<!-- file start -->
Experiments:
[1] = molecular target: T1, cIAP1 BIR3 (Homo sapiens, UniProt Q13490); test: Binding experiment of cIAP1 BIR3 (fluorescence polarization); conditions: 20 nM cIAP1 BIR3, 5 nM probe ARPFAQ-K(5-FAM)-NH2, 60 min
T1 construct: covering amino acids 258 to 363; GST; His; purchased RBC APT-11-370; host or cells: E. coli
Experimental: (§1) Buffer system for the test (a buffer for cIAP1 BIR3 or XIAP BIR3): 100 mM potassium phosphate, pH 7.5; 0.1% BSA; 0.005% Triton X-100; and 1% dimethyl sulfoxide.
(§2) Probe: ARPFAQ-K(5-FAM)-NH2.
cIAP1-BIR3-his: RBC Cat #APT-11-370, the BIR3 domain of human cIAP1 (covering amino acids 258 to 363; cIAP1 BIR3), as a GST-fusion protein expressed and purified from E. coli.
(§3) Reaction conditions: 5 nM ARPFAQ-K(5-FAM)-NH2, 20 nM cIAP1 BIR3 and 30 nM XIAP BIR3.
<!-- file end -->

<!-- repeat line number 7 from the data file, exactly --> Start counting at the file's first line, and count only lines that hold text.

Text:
(§3) Reaction conditions: 5 nM ARPFAQ-K(5-FAM)-NH2, 20 nM cIAP1 BIR3 and 30 nM XIAP BIR3.